Recently, citizens of Fredericton, New Brunswick may be encountering difficulties while searching for their favourite items at the grocery store. Some say the reason for this is a food shortage; The Brunswickan aims to find out whether that is true or not. 

David Coon, Green Party MLA, educates citizens on what has been going on, why it has been going on, and ways to stay updated. 

A food shortage is a byproduct of war, natural disaster, crop failure, population imbalance, extreme poverty, or an economic catastrophe causing food to be inaccessible. While this certainly isn’t the case for Fredericton, it still doesn’t answer the question of why the city’s shelves are lacking groceries.

The answer points to food insecurity

Food insecurity affects many worldwide when the food supply chain is disrupted. The food chain supply is the line which connects consumers with producers, assisted by agribusinesses. 

Winter weather stops farmers from producing food in an outdoor setting which furthers the loss of in-province food production. In New Brunswick, only 7% of total vegetables consumed are produced in-house, causing New Brunswick to rely on other countries for imported vegetables and produce.

New Brunswick’s food supply chain is exceptionally delicate, and a single extreme weather event can disrupt the whole line of food transportation.

“When we rely so heavily on produce from outside the province, a drought in California or a snowstorm in Ontario can impact the availability of food for New Brunswickers,” said Green Party Agriculture critic and MLA for Kent North, Kevin Arseneau. “This is because the threat of disruption being so large and is why real commitment by the Higgs government is needed to ensure that New Brunswick fruits and vegetables are easily available on grocery store shelves.”

Fredericton can lessen the impact of food insecurity by investing in local farmers and their families. This is one of the most effective ways to contribute to farmers and the local food chain which will benefit the consumer and increase food quality. 

Firstly, a total provincial inventory and assessment of what used to be farmland is required to understand the total possible areas to farm. For example, New Brunswick has a total area of 7,344,000 hectares (1 hectare is approximately two and a half football fields). Still, only 5% is considered farmland, while only 2% is used for crop production. Although this number is meager, it leaves vast room for other agricultural businesses and family-run farms.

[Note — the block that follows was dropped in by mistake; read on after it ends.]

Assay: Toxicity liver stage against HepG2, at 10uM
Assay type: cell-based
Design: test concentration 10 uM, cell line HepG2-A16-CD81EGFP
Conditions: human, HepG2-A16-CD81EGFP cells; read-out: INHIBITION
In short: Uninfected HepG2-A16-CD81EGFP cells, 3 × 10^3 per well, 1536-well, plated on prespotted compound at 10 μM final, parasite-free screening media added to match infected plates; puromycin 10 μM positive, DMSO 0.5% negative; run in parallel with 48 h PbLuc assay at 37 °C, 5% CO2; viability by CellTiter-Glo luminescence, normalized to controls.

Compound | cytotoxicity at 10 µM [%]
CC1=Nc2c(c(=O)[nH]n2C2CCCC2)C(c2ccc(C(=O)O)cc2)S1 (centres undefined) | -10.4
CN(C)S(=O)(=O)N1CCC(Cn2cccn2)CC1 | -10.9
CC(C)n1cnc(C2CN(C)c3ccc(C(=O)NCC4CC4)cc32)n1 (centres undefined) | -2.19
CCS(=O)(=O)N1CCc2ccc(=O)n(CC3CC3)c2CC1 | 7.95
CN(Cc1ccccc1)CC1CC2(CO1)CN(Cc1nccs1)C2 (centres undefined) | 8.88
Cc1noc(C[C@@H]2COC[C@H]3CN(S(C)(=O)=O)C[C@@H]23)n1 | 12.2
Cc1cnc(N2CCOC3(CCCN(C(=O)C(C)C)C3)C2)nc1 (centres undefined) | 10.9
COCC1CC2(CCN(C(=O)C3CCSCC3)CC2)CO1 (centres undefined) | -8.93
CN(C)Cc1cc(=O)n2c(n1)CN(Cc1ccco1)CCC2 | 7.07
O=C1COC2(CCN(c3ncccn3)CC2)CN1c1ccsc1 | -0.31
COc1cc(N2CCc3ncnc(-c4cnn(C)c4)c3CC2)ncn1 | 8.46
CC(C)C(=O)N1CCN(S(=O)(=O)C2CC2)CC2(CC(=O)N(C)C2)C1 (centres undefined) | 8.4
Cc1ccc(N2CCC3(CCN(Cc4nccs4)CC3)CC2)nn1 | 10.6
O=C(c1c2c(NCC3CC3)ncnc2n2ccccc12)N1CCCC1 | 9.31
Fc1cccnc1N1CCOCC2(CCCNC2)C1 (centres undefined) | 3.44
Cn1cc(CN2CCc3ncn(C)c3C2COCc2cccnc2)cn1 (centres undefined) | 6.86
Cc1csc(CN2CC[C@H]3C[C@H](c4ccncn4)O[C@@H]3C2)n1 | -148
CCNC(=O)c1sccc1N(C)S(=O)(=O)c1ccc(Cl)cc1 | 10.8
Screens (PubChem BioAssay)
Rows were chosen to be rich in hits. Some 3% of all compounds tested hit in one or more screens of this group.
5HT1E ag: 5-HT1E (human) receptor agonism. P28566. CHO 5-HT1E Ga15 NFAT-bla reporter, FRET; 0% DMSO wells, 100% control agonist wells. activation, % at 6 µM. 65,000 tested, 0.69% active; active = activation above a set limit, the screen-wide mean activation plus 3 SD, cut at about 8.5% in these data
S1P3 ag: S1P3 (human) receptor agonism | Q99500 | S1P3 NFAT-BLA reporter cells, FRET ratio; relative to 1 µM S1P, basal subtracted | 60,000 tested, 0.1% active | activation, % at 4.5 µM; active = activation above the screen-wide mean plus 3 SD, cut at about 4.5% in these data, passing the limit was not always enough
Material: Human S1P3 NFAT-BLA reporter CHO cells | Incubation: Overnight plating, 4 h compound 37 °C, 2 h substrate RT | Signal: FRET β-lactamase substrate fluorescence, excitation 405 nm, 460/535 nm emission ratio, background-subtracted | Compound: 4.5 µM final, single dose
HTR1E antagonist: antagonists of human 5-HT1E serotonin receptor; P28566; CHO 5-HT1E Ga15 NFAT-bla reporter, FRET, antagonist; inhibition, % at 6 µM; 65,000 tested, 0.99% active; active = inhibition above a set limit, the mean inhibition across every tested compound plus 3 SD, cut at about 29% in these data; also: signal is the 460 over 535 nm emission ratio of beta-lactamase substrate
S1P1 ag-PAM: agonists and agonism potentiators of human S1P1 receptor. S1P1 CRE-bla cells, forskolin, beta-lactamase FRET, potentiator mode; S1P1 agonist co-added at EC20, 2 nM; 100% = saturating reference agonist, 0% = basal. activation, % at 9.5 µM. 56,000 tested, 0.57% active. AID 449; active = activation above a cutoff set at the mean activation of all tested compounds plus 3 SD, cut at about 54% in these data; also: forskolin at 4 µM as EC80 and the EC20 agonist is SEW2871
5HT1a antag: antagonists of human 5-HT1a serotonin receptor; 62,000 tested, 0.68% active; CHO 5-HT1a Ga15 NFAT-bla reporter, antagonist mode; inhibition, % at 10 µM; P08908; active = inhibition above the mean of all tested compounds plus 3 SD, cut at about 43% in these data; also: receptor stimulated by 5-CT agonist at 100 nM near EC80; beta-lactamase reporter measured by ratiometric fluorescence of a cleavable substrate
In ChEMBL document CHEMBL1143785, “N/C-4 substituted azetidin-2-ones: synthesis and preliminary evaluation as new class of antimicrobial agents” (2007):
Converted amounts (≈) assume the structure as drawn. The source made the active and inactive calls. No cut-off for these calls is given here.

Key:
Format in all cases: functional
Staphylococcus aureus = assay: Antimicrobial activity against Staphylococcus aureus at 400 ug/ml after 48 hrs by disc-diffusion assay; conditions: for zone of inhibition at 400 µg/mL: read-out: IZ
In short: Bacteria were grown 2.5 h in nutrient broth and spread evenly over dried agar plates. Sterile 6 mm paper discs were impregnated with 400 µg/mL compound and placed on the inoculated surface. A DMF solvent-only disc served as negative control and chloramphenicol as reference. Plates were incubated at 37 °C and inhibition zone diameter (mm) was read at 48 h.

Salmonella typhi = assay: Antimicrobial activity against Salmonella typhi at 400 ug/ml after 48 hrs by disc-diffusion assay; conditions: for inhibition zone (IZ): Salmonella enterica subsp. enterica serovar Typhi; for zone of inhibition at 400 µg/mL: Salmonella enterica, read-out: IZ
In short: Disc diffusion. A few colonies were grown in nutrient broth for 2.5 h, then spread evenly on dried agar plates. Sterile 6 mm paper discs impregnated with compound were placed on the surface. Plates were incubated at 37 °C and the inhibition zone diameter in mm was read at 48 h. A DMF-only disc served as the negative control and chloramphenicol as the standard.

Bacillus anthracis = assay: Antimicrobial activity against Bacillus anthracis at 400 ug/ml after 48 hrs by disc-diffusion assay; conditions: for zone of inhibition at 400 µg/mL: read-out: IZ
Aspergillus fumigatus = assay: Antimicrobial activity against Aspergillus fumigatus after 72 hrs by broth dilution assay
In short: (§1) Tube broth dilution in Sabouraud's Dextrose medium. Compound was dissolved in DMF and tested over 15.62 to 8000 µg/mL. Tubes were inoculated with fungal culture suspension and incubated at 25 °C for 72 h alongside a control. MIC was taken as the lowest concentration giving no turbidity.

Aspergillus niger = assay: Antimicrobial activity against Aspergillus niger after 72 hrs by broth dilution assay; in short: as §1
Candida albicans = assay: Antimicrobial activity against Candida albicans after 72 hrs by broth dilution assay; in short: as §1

Secondly, farming in New Brunswick can be enhanced by offering incentives for experienced farmers. For example, in most grocery stores, when food is certified as locally-grown, farmers may be eligible for discounts or tax exemptions. But we need more for the farmers of New Brunswick, and to encourage more families to take up farming and to keep farming prosperous.

Thirdly, communities should have easy access to local markets. Not everyone has what it takes to wake up every morning at the crack of dawn to ensure food for others, so citizens are encouraged to support, interact, and buy locally as much as possible. There are even city farms such as Hayes Farm that works to create sustainable food sources in urban spaces – regenerative farming practices and fresh ideas like this, blended with traditional knowledge and the expertise of intergenerational farmers is what will give farming in New Brunswick a chance to not only recover, but thrive in a healthy way.